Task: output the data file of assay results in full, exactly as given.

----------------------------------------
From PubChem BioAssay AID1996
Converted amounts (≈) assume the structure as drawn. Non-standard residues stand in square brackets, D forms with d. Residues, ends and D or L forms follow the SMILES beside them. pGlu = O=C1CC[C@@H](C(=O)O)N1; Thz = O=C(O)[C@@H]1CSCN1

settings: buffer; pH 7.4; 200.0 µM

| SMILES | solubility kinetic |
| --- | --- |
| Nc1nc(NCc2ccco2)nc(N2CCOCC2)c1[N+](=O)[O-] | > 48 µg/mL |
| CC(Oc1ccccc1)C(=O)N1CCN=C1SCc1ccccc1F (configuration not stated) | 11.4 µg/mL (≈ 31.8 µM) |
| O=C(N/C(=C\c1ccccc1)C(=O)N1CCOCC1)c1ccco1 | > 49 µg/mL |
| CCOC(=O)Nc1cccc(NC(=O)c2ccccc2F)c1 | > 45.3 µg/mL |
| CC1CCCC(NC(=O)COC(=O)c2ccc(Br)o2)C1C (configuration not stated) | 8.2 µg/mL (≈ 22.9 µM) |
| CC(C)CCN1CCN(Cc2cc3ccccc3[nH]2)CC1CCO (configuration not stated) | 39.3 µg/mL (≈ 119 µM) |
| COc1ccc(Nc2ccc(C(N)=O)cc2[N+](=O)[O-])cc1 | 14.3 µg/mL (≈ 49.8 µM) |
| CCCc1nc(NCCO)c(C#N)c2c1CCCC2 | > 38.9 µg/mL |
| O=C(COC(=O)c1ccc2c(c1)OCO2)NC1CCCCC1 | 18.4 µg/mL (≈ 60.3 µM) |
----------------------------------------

From PubChem BioAssay AID1996
Converted amounts (≈) assume the structure as drawn. Non-standard residues stand in square brackets, D forms with d. Residues, ends and D or L forms follow the SMILES beside them. pGlu = O=C1CC[C@@H](C(=O)O)N1; Thz = O=C(O)[C@@H]1CSCN1

settings: buffer; pH 7.4; 200.0 µM

| SMILES | solubility kinetic |
| --- | --- |
| Nc1nc(NCc2ccco2)nc(N2CCOCC2)c1[N+](=O)[O-] | > 48 µg/mL |
| CC(Oc1ccccc1)C(=O)N1CCN=C1SCc1ccccc1F (configuration not stated) | 11.4 µg/mL (≈ 31.8 µM) |
| O=C(N/C(=C\c1ccccc1)C(=O)N1CCOCC1)c1ccco1 | > 49 µg/mL |
| CCOC(=O)Nc1cccc(NC(=O)c2ccccc2F)c1 | > 45.3 µg/mL |
| CC1CCCC(NC(=O)COC(=O)c2ccc(Br)o2)C1C (configuration not stated) | 8.2 µg/mL (≈ 22.9 µM) |
| CC(C)CCN1CCN(Cc2cc3ccccc3[nH]2)CC1CCO (configuration not stated) | 39.3 µg/mL (≈ 119 µM) |
| COc1ccc(Nc2ccc(C(N)=O)cc2[N+](=O)[O-])cc1 | 14.3 µg/mL (≈ 49.8 µM) |
| CCCc1nc(NCCO)c(C#N)c2c1CCCC2 | > 38.9 µg/mL |
| O=C(COC(=O)c1ccc2c(c1)OCO2)NC1CCCCC1 | 18.4 µg/mL (≈ 60.3 µM) |